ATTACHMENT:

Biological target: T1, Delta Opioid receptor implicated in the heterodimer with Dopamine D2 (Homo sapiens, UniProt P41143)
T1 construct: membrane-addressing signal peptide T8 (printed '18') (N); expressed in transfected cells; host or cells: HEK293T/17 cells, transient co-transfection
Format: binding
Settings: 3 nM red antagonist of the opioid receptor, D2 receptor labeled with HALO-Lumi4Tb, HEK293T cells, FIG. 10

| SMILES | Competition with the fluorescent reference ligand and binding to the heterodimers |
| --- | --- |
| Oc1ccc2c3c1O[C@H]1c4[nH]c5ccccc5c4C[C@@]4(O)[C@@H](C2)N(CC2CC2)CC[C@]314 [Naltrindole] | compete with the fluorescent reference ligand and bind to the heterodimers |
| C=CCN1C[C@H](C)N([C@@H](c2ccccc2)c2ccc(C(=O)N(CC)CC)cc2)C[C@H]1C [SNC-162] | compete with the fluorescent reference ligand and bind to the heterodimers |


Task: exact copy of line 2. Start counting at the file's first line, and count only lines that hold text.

T1 construct: membrane-addressing signal peptide T8 (printed '18') (N); expressed in transfected cells; host or cells: HEK293T/17 cells, transient co-transfection